Media literacy is necessary, to be able to figure out what is false and what is true among so much questionable information on the internet and social media, US expert Louis Jacobson told CNA. It is important, he said, to use critical thinking and be more cautious when sharing things online, particularly those that motivate us in an emotional way.
Jacobson, senior correspondent with PolitiFact and an expert in media literacy, integrity in journalism, and identifying disinformation, was in Cyprus last week, for a series of presentations and discussions on these issues with organisations, journalists, and educational institutions, organised by the US Embassy in Cyprus.
In an interview with CNA, and, asked whether media literacy was useful, Jacobson said that it was more than just useful, “it’s really necessary”. “There’s so much questionable information on the internet and social media that people really have to fend for themselves, what is false and what is true”, he said.
Journalistic outlets like the one he works for, he added, can help with that. “We try to provide reliable information about what is true or false, or somewhere in between but ultimately people have to use their own critical thinking and their own sense of judgement and not just simply share the first thing that cross the social media cue”, he said.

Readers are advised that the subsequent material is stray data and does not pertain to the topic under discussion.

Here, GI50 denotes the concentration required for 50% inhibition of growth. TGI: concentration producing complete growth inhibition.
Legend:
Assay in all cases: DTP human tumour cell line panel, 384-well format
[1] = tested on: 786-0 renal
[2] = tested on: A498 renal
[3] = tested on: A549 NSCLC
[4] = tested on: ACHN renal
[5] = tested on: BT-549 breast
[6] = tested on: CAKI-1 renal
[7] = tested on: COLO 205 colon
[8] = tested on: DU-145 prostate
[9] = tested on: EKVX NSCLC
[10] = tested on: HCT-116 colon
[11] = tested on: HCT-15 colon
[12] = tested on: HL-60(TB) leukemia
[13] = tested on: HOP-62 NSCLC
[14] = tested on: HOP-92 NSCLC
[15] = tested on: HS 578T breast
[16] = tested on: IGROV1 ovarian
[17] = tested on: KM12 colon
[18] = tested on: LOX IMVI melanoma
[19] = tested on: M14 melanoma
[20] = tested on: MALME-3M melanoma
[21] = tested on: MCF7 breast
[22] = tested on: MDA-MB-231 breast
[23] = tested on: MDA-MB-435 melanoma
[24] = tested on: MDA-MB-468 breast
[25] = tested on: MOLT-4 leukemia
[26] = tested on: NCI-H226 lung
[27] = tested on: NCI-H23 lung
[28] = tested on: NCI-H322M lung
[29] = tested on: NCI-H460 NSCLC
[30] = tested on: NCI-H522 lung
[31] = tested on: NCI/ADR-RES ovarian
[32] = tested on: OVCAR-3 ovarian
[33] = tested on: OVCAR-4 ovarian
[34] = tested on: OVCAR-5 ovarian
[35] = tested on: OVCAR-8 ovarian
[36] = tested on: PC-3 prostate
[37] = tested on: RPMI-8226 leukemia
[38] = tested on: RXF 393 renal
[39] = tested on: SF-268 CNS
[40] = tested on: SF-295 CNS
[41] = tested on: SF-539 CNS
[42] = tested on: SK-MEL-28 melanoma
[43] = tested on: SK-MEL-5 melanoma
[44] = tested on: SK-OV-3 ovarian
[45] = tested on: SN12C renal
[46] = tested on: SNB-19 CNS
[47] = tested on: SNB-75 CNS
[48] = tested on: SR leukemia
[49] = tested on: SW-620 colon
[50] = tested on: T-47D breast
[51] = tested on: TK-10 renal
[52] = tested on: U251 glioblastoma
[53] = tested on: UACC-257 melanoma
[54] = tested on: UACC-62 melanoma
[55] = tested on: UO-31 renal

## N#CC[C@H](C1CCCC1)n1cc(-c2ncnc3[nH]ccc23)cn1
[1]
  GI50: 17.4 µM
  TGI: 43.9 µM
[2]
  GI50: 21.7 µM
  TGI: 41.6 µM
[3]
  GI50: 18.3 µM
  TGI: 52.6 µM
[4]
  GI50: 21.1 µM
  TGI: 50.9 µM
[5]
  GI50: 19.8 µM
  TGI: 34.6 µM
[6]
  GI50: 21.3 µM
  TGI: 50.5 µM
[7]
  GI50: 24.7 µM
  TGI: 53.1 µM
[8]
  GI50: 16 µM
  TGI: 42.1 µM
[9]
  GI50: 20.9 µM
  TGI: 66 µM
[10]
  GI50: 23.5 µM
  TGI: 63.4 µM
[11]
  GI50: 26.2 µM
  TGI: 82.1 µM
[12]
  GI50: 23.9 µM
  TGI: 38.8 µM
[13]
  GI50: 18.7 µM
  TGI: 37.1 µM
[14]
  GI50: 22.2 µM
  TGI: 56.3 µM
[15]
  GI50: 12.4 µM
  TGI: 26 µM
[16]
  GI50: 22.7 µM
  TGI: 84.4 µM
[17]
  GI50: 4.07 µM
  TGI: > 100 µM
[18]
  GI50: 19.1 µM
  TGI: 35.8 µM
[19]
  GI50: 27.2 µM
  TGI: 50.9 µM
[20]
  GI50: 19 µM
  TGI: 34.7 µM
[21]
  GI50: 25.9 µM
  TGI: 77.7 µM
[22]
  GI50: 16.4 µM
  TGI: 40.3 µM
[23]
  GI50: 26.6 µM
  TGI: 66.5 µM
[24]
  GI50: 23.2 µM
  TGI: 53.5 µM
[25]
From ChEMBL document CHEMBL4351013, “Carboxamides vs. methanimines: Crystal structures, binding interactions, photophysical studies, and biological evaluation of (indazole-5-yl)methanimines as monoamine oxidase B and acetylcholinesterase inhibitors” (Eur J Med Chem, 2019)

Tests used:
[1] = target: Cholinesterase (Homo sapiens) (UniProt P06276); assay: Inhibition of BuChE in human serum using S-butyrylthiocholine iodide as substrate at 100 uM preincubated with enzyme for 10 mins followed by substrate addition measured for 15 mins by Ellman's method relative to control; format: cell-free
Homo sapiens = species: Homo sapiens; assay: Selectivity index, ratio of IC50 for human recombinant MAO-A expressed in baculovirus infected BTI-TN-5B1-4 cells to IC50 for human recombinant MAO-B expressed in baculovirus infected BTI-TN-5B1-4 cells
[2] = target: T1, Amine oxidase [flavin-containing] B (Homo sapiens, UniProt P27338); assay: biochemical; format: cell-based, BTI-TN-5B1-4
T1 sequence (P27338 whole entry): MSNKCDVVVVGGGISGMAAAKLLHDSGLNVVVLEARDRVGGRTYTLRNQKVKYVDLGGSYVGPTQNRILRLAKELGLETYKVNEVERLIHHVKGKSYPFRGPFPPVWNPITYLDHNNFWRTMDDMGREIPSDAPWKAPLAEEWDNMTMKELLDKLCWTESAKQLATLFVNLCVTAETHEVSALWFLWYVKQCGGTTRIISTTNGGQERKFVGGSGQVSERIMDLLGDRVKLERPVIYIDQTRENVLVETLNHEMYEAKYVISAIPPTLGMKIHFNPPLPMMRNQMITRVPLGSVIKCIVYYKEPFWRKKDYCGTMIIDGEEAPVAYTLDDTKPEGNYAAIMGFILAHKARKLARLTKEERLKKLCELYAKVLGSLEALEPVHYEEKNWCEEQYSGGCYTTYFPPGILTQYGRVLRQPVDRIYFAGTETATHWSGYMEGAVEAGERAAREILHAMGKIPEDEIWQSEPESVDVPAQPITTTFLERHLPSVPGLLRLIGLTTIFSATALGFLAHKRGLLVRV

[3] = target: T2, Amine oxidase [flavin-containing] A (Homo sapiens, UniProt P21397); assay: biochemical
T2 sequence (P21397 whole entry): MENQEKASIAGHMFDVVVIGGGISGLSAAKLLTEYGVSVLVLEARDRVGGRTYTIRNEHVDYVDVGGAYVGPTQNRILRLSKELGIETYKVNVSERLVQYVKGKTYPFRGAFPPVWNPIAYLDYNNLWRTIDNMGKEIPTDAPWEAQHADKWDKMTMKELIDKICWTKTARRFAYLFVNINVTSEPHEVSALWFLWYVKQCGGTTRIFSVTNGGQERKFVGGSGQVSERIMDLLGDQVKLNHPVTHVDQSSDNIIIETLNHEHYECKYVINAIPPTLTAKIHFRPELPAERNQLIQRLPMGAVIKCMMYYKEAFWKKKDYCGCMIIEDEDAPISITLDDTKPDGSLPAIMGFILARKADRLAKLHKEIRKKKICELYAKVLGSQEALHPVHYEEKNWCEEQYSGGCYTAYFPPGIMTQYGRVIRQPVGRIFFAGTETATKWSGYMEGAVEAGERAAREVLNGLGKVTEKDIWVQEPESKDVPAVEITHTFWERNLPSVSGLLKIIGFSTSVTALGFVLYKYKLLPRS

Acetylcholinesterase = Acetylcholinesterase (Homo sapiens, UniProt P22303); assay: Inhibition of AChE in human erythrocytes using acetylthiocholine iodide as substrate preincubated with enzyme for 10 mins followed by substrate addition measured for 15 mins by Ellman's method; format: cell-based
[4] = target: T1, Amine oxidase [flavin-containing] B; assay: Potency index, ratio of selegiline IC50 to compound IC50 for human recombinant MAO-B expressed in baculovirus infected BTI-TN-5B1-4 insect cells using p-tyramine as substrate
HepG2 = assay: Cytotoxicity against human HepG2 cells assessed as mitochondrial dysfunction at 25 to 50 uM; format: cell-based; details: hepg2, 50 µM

He urged internet users to pause a second and think about whether it might not be true, and look deeper into the sources been cited and look at what other websites and social media are saying about the same information.
He referred to the importance of teaching people from a very early age, kindergarten through high school, to use their critical thinking and not just simply assume things that they see are correct.
“It should be internalised with people, being sceptical about what they see, having the skills to really look deeper and not just blindly share things, but rater try to figure out if they make sense, if they are true or not”, Jacobson adds.